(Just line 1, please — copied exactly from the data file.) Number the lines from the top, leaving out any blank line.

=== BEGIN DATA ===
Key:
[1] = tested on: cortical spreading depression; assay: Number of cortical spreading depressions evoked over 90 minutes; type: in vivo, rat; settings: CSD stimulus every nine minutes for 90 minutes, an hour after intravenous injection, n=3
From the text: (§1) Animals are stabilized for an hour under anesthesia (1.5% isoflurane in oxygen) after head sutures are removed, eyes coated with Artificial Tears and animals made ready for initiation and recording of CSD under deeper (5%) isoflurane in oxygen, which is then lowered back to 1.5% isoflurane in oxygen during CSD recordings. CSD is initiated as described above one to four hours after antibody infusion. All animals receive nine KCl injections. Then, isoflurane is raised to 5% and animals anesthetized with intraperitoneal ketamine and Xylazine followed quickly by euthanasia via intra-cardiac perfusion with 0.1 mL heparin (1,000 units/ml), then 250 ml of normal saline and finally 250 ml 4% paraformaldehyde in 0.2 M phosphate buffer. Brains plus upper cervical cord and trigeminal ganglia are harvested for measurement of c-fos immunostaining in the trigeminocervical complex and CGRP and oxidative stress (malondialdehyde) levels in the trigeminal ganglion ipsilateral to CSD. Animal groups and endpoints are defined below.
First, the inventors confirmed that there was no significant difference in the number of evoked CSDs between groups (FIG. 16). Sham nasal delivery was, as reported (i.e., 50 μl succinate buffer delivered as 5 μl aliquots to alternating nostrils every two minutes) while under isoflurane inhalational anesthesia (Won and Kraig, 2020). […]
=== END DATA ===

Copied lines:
Key: